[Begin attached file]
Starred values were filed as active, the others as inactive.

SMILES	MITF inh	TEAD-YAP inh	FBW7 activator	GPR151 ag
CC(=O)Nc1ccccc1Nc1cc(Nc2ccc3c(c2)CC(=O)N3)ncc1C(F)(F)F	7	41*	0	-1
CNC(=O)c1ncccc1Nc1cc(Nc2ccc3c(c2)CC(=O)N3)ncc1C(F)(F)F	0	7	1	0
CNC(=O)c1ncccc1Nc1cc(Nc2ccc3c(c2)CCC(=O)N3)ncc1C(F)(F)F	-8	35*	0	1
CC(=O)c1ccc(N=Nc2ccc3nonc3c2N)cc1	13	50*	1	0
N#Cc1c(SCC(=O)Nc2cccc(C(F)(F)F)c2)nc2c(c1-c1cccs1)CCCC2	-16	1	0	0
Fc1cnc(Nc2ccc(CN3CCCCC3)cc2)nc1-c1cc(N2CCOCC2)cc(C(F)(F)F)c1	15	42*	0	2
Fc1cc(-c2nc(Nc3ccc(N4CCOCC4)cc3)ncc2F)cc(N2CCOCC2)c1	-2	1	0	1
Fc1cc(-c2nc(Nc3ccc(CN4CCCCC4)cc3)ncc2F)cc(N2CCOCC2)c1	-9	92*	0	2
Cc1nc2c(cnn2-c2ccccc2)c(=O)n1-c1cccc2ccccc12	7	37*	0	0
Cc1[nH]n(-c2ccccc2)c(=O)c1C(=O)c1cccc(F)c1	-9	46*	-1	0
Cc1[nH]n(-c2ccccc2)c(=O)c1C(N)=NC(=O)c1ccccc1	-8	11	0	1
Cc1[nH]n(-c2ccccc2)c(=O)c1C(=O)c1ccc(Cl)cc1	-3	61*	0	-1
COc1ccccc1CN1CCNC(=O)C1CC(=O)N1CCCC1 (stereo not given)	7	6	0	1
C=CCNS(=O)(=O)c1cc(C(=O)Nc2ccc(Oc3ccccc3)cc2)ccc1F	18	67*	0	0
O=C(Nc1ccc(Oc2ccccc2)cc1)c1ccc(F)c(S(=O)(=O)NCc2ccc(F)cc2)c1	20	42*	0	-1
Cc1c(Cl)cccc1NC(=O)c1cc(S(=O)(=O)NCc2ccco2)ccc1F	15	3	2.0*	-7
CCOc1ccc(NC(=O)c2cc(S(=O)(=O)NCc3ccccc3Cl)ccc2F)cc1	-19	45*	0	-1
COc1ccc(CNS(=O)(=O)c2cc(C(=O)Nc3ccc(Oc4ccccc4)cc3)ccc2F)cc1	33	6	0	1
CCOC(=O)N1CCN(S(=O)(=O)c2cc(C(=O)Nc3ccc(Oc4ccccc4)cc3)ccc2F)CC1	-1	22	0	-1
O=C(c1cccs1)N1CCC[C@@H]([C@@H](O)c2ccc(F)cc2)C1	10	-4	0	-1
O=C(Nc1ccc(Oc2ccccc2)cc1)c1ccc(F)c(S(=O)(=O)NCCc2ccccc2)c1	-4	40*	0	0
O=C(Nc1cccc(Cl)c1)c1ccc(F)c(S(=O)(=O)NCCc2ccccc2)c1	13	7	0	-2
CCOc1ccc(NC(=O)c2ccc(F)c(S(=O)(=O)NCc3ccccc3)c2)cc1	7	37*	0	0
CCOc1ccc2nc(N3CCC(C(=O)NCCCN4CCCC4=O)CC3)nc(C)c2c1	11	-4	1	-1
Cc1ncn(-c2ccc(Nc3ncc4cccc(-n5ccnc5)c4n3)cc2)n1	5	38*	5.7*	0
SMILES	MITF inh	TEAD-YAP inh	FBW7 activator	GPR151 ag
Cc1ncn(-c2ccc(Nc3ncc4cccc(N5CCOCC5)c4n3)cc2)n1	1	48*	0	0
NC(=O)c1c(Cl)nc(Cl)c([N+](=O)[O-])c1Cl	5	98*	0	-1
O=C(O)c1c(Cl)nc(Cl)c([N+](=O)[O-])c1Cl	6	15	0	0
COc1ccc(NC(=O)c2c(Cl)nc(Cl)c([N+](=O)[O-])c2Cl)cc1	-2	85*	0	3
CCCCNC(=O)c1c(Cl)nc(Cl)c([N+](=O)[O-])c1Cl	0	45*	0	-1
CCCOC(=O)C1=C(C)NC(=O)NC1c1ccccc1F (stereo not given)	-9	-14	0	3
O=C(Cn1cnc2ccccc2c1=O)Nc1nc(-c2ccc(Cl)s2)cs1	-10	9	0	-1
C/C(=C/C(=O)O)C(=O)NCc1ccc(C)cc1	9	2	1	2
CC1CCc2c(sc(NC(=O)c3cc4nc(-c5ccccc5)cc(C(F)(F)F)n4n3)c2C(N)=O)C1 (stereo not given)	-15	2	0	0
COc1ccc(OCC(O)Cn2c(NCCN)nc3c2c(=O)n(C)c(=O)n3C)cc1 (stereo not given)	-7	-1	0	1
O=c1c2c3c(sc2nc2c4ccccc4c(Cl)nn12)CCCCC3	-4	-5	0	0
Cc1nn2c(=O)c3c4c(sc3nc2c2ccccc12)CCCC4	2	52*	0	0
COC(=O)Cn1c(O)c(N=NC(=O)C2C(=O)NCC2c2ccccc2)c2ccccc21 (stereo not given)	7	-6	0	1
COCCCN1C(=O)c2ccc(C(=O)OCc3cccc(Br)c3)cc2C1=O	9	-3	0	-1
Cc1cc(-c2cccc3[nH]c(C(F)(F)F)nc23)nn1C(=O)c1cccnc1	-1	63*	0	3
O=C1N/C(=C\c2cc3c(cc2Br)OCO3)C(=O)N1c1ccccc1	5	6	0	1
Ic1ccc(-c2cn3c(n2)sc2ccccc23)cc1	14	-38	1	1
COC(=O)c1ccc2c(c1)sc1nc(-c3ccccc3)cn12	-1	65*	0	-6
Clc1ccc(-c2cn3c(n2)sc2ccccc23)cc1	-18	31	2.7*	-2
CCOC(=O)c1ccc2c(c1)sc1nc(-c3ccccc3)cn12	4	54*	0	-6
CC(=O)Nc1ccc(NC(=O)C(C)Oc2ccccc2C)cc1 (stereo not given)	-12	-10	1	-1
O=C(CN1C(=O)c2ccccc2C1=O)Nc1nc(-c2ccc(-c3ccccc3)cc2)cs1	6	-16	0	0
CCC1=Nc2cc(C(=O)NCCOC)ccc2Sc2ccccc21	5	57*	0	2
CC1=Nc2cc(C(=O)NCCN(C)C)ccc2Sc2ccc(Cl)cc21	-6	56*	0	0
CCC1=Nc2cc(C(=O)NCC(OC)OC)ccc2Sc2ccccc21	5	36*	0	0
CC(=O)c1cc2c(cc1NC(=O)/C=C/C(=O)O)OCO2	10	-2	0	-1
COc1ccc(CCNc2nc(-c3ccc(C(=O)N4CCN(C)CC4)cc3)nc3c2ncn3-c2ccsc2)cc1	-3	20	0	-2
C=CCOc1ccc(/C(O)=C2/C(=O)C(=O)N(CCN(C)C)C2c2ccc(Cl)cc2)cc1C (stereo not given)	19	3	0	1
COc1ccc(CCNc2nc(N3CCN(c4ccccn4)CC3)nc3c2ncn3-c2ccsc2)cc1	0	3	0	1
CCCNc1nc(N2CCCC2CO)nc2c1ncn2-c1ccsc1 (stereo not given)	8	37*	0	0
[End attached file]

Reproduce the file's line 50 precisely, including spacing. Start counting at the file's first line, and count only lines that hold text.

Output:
O=C(CN1C(=O)c2ccccc2C1=O)Nc1nc(-c2ccc(-c3ccccc3)cc2)cs1	6	-16	0	0